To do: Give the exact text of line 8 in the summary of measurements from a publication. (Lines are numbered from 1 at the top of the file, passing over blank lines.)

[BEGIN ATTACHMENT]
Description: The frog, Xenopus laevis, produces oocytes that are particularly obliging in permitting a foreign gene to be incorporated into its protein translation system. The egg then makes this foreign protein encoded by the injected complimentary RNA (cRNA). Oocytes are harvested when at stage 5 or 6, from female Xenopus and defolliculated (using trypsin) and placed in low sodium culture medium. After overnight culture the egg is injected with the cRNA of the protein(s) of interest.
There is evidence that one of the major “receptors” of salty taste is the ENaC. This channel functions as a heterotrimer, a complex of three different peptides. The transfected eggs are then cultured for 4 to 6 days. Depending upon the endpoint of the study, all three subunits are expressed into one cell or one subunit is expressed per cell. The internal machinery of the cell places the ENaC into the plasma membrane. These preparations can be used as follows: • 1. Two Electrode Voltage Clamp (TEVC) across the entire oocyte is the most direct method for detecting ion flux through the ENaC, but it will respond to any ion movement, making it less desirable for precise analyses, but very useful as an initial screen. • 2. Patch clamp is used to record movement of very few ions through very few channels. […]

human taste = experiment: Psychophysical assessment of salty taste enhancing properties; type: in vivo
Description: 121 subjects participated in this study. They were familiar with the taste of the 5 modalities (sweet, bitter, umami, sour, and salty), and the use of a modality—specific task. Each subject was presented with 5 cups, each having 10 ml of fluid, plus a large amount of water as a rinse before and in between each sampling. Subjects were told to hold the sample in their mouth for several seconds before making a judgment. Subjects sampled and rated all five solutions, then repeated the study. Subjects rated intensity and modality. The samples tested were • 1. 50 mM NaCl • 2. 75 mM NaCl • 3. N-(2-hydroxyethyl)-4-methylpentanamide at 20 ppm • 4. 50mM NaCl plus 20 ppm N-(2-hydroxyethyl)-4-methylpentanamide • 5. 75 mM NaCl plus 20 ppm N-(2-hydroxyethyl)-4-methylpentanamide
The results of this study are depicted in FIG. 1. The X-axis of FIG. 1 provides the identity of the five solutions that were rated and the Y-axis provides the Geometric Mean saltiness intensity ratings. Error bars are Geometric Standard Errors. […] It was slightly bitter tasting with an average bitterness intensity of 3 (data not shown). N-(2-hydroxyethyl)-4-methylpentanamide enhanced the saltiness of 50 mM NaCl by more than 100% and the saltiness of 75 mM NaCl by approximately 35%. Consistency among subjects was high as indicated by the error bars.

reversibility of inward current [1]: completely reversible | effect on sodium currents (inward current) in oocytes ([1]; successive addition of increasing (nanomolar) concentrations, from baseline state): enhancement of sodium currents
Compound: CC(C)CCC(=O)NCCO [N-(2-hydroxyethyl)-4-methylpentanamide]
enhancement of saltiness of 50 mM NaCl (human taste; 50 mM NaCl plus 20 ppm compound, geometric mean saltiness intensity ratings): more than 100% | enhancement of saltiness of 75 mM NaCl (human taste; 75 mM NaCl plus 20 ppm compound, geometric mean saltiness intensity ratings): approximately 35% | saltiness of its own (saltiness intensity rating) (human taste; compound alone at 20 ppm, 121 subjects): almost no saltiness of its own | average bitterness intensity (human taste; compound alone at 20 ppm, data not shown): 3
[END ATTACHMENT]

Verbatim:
enhancement of saltiness of 50 mM NaCl (human taste; 50 mM NaCl plus 20 ppm compound, geometric mean saltiness intensity ratings): more than 100% | enhancement of saltiness of 75 mM NaCl (human taste; 75 mM NaCl plus 20 ppm compound, geometric mean saltiness intensity ratings): approximately 35% | saltiness of its own (saltiness intensity rating) (human taste; compound alone at 20 ppm, 121 subjects): almost no saltiness of its own | average bitterness intensity (human taste; compound alone at 20 ppm, data not shown): 3